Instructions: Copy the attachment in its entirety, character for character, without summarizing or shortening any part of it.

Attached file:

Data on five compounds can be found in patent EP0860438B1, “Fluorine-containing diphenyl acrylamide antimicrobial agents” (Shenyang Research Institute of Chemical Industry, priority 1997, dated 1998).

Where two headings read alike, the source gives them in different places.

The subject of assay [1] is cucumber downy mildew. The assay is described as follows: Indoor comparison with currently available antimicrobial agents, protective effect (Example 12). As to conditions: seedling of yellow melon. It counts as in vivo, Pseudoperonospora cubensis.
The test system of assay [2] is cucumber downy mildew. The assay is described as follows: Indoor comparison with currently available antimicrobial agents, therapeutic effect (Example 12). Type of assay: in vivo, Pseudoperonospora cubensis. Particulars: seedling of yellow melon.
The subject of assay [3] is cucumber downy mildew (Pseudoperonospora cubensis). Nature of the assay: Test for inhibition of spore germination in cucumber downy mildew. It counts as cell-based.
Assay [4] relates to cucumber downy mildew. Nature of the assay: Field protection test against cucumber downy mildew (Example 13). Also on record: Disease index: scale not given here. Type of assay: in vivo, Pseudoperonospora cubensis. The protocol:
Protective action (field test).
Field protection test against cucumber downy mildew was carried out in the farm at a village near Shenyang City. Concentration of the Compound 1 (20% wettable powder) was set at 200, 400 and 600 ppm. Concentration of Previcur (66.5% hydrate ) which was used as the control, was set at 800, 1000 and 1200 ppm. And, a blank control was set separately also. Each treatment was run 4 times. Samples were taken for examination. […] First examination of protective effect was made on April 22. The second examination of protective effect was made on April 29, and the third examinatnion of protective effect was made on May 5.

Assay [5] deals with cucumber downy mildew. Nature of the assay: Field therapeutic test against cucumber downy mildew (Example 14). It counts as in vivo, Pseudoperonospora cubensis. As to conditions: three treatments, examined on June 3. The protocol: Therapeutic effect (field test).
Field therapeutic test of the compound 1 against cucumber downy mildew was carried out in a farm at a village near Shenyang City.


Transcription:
Data on five compounds can be found in patent EP0860438B1, “Fluorine-containing diphenyl acrylamide antimicrobial agents” (Shenyang Research Institute of Chemical Industry, priority 1997, dated 1998).

Where two headings read alike, the source gives them in different places.

The subject of assay [1] is cucumber downy mildew. The assay is described as follows: Indoor comparison with currently available antimicrobial agents, protective effect (Example 12). As to conditions: seedling of yellow melon. It counts as in vivo, Pseudoperonospora cubensis.
The test system of assay [2] is cucumber downy mildew. The assay is described as follows: Indoor comparison with currently available antimicrobial agents, therapeutic effect (Example 12). Type of assay: in vivo, Pseudoperonospora cubensis. Particulars: seedling of yellow melon.
The subject of assay [3] is cucumber downy mildew (Pseudoperonospora cubensis). Nature of the assay: Test for inhibition of spore germination in cucumber downy mildew. It counts as cell-based.
Assay [4] relates to cucumber downy mildew. Nature of the assay: Field protection test against cucumber downy mildew (Example 13). Also on record: Disease index: scale not given here. Type of assay: in vivo, Pseudoperonospora cubensis. The protocol:
Protective action (field test).
Field protection test against cucumber downy mildew was carried out in the farm at a village near Shenyang City. Concentration of the Compound 1 (20% wettable powder) was set at 200, 400 and 600 ppm. Concentration of Previcur (66.5% hydrate ) which was used as the control, was set at 800, 1000 and 1200 ppm. And, a blank control was set separately also. Each treatment was run 4 times. Samples were taken for examination. […] First examination of protective effect was made on April 22. The second examination of protective effect was made on April 29, and the third examinatnion of protective effect was made on May 5.

Assay [5] deals with cucumber downy mildew. Nature of the assay: Field therapeutic test against cucumber downy mildew (Example 14). It counts as in vivo, Pseudoperonospora cubensis. As to conditions: three treatments, examined on June 3. The protocol: Therapeutic effect (field test).
Field therapeutic test of the compound 1 against cucumber downy mildew was carried out in a farm at a village near Shenyang City.